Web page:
|A human (placental) holding two koalas, (marsupial), representing the two extant infraclasses of therian mammals.|
Parker & Haswell, 1897
Theria (; Greek: theríon, wild beast) is a subclass of mammals amongst the Theriiformes (the sister taxon to Yinotheria.) Theria includes the eutherians (including the placental mammals) and the metatherians (including the marsupials.) Therian mammals are the dominant group of terrestrial amniotes on Earth since replacing the non-avian dinosaurs due to the K-Pg extinction event.
Therian mammals give birth to live young without a shelled egg. This is possible thanks to key proteins called syncytins which allow exchanges between the mother and its offspring through a placenta, even rudimental ones such as in marsupials. Genetic studies have suggested a viral origin of syncytins through the endogenization process.
The marsupials and the placental mammals evolved from a common therian ancestor that gave live birth by suppressing the mother's immune system. While the marsupials continued to give birth to an underdeveloped fetus after a short pregnancy, the ancestors of placental mammals gradually evolved a prolonged pregnancy.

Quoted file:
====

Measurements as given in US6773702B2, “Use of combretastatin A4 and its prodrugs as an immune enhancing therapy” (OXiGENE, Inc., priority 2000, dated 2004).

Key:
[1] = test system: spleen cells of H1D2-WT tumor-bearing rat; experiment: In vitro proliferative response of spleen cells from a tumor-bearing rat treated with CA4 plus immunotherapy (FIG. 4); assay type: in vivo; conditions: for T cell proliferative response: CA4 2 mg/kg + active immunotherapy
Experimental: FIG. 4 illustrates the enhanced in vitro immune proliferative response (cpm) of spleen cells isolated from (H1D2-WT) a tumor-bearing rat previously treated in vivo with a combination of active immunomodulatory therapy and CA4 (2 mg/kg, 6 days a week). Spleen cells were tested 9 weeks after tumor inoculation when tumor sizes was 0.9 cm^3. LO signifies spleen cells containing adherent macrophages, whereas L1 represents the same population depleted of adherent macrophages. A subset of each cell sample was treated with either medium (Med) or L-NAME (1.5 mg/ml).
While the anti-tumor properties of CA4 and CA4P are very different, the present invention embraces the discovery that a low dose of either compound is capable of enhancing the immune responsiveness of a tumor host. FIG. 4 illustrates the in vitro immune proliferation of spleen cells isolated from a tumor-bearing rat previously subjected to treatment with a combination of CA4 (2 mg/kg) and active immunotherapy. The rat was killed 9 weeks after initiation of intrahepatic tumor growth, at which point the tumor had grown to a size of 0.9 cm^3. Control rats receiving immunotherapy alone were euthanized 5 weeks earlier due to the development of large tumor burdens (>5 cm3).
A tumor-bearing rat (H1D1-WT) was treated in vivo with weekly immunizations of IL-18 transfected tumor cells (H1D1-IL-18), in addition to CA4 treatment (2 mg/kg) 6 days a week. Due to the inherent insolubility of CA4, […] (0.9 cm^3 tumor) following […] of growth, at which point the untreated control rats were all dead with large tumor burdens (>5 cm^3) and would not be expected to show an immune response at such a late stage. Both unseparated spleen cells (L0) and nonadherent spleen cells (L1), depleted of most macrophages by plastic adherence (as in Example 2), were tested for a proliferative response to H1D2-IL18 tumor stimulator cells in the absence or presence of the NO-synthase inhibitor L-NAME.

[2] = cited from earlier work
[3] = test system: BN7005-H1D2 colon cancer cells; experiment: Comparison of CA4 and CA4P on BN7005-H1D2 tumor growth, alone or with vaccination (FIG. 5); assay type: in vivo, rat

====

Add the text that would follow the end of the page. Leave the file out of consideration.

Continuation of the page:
The earliest known therian mammal fossil is Juramaia, from the Late Jurassic (Oxfordian stage) of China. However, molecular data suggests that therians may have originated even earlier, during the Early Jurassic.
The rank of "Theria" may vary depending on the classification system used. The textbook classification system by Vaughan et al. (2000) gives the following:
In the above system Theria is a subclass. Alternatively, in the system proposed by McKenna and Bell (1997) it is ranked as a supercohort under the subclass Theriiformes: